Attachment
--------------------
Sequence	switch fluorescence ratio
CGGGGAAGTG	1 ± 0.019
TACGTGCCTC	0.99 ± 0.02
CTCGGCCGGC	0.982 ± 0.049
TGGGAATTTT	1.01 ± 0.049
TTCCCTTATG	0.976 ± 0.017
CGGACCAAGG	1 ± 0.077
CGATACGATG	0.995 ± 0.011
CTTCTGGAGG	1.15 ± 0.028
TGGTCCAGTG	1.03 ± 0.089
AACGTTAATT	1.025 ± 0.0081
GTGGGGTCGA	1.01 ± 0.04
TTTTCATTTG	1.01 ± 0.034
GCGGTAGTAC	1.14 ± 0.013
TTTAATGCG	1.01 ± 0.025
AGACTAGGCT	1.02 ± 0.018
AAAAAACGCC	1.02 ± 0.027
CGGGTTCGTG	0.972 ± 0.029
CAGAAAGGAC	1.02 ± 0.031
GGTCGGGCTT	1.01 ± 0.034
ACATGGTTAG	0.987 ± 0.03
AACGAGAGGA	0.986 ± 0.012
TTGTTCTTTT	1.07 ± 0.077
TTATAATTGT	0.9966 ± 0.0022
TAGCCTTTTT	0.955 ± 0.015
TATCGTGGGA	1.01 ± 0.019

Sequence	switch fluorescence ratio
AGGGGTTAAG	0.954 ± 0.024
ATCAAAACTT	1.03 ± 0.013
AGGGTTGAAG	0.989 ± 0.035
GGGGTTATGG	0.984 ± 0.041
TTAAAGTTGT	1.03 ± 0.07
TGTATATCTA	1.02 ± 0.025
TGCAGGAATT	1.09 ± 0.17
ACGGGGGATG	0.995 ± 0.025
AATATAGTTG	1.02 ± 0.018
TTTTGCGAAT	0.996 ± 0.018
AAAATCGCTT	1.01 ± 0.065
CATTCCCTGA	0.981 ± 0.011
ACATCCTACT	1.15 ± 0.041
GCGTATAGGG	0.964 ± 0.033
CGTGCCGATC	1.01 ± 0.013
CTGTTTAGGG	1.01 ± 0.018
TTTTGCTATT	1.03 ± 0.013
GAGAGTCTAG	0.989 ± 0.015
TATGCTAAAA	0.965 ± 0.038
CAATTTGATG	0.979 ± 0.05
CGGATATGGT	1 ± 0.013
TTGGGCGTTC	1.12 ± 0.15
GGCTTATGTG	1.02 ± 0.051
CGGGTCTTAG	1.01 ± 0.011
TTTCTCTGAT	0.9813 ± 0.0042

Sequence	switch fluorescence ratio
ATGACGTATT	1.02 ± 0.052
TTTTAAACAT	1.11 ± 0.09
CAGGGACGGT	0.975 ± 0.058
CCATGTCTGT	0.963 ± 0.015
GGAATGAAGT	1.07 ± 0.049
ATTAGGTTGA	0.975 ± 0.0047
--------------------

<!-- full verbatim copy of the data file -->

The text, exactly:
Sequence	switch fluorescence ratio
CGGGGAAGTG	1 ± 0.019
TACGTGCCTC	0.99 ± 0.02
CTCGGCCGGC	0.982 ± 0.049
TGGGAATTTT	1.01 ± 0.049
TTCCCTTATG	0.976 ± 0.017
CGGACCAAGG	1 ± 0.077
CGATACGATG	0.995 ± 0.011
CTTCTGGAGG	1.15 ± 0.028
TGGTCCAGTG	1.03 ± 0.089
AACGTTAATT	1.025 ± 0.0081
GTGGGGTCGA	1.01 ± 0.04
TTTTCATTTG	1.01 ± 0.034
GCGGTAGTAC	1.14 ± 0.013
TTTAATGCG	1.01 ± 0.025
AGACTAGGCT	1.02 ± 0.018
AAAAAACGCC	1.02 ± 0.027
CGGGTTCGTG	0.972 ± 0.029
CAGAAAGGAC	1.02 ± 0.031
GGTCGGGCTT	1.01 ± 0.034
ACATGGTTAG	0.987 ± 0.03
AACGAGAGGA	0.986 ± 0.012
TTGTTCTTTT	1.07 ± 0.077
TTATAATTGT	0.9966 ± 0.0022
TAGCCTTTTT	0.955 ± 0.015
TATCGTGGGA	1.01 ± 0.019

Sequence	switch fluorescence ratio
AGGGGTTAAG	0.954 ± 0.024
ATCAAAACTT	1.03 ± 0.013
AGGGTTGAAG	0.989 ± 0.035
GGGGTTATGG	0.984 ± 0.041
TTAAAGTTGT	1.03 ± 0.07
TGTATATCTA	1.02 ± 0.025
TGCAGGAATT	1.09 ± 0.17
ACGGGGGATG	0.995 ± 0.025
AATATAGTTG	1.02 ± 0.018
TTTTGCGAAT	0.996 ± 0.018
AAAATCGCTT	1.01 ± 0.065
CATTCCCTGA	0.981 ± 0.011
ACATCCTACT	1.15 ± 0.041
GCGTATAGGG	0.964 ± 0.033
CGTGCCGATC	1.01 ± 0.013
CTGTTTAGGG	1.01 ± 0.018
TTTTGCTATT	1.03 ± 0.013
GAGAGTCTAG	0.989 ± 0.015
TATGCTAAAA	0.965 ± 0.038
CAATTTGATG	0.979 ± 0.05
CGGATATGGT	1 ± 0.013
TTGGGCGTTC	1.12 ± 0.15
GGCTTATGTG	1.02 ± 0.051
CGGGTCTTAG	1.01 ± 0.011
TTTCTCTGAT	0.9813 ± 0.0042

Sequence	switch fluorescence ratio
ATGACGTATT	1.02 ± 0.052
TTTTAAACAT	1.11 ± 0.09
CAGGGACGGT	0.975 ± 0.058
CCATGTCTGT	0.963 ± 0.015
GGAATGAAGT	1.07 ± 0.049
ATTAGGTTGA	0.975 ± 0.0047